Tuesday, February 25, 2014

Fragile Creatures Release and Review!

Just Released Today!

Fragile Creatures by Kristina Circelli

The Blurb:

Seventeen-year-old Evangeline Frost had a great life, until the car accident that killed her father and turned her mother into a bitter alcoholic. Unable to bear the guilt, Evangeline attempts to take her own life, saved only by the memory of her beloved father.

Left with no other options, Evangeline is enrolled in a program for troubled teens at Kindred Hides Wildlife Preserve. There she meets Caster, a keeper as annoying as he is caring; Jett and Lettie, who treat her more like a daughter than troubled teen; and Ruke, a prized giraffe in mourning for his lost mate. Immersed in the preserve with her new friends, Evangeline finally begins to heal. But the haunting memories of the accident and her mother’s unforgiving words threaten to destroy her progress. Only her new friends and their unconditional support, along with her own special connection with Ruke, can save her. Evangeline must learn that there is redemption for her father’s death, and that the bonds between human, animal, and life are not as fragile as she once thought.


5 out of 5 stars for this wonderful new YA novel!

I won't pull punches.  If you have an ounce of empathy in you, you will find this a hard book to read at times.  I had to put it down a few times myself. The story pulled me in so much, and I became so vested in Evangeline's progress, that I had to give myself an emotional break every so often.

I was not sure as I started reading if this would be a book for me, or one that I would be able to recommend to my daughter, who is a member of the target audience for this book.  I focused too much on the fact that she tries to take her life, and that she was a broken character.  I usually don't connect with these types of characters or stories very well, but Circelli was able to pull me in and hook me!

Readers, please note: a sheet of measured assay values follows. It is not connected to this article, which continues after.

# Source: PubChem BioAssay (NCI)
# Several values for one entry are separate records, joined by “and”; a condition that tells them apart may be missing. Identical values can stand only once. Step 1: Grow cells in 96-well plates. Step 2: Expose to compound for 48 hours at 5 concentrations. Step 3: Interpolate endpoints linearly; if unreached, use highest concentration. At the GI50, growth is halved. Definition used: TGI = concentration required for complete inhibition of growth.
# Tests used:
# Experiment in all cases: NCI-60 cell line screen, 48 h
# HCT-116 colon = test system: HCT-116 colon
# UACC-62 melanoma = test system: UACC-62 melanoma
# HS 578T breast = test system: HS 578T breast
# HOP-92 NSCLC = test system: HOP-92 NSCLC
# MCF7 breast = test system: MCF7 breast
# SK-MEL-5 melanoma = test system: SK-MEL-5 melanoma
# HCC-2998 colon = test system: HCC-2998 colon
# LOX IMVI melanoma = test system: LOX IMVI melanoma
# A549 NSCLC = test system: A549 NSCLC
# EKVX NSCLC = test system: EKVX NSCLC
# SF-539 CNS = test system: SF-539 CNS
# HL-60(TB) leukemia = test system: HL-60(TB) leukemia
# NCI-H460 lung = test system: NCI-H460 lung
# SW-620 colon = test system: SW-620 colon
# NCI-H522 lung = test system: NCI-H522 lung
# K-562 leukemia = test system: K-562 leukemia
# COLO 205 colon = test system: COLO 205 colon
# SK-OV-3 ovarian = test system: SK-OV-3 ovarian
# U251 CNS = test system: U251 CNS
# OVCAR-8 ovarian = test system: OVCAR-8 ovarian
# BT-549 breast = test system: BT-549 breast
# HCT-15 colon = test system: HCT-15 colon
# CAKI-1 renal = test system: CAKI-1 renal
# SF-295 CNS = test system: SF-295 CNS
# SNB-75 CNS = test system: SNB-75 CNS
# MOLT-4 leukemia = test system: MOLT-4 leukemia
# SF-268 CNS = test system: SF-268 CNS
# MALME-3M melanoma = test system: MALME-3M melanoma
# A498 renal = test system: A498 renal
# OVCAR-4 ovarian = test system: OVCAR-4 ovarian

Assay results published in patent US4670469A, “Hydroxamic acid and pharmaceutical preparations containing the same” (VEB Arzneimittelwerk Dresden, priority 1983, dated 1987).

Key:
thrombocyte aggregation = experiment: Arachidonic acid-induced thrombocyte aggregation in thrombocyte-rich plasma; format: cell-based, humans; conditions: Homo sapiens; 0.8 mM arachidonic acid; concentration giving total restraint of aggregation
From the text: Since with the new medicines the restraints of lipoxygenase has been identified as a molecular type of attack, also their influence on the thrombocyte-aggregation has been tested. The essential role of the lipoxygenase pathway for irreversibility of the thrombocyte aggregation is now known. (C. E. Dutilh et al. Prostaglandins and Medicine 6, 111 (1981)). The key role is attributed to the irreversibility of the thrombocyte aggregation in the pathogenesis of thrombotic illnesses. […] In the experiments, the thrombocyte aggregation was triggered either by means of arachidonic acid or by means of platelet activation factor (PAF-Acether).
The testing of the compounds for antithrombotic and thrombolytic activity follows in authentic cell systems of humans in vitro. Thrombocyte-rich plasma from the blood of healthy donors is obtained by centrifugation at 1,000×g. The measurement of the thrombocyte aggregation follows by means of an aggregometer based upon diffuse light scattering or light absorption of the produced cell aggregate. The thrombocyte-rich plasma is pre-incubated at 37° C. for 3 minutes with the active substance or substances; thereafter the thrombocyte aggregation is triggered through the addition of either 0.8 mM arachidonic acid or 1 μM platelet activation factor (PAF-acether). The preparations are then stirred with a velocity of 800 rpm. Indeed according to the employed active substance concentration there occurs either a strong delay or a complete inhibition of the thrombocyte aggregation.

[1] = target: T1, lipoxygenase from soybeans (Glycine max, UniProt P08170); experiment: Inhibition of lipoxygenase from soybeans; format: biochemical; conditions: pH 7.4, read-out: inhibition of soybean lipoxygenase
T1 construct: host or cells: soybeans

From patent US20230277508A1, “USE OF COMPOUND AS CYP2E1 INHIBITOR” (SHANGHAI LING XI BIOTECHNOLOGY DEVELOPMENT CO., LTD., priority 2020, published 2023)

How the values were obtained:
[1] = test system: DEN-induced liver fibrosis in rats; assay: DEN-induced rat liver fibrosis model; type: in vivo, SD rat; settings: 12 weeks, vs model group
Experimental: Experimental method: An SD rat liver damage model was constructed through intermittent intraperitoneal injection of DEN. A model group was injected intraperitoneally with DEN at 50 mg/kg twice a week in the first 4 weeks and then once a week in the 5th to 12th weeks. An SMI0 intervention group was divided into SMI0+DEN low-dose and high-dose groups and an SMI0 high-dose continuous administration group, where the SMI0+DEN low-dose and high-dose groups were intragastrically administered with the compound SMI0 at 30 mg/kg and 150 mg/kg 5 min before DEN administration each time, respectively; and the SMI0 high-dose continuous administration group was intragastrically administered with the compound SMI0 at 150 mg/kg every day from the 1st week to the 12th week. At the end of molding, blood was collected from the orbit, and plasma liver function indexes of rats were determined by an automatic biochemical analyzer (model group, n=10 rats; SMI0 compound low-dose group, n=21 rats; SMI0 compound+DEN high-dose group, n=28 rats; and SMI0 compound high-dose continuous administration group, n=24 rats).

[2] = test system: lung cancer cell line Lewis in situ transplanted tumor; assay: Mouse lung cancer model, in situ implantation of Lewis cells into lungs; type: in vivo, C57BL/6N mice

This book is about taking your life back!  Evangeline's struggle and her connection with the animals at the reserve help to pull her back into a life that she feels is worth living.  There are highs and lows in her struggle, as it is in real life, and I found myself living on an emotional roller coaster with her as she works through her time at the preserve.  By writing this in the third person, the reader is able to see the puzzlement of the others around Evangeline as they try to help this injured teen.  This gives a realistic quality to the story, for don't we all struggle to understand the motivations behind the actions taken by those nearest to us, especially when those actions seem to be unhealthy?

As you read this, not only will you need tissues ready, but have room around you, because you will want to punch the air and shout, "Yes!"!  Read this with a family member, and great discussions will ensue!

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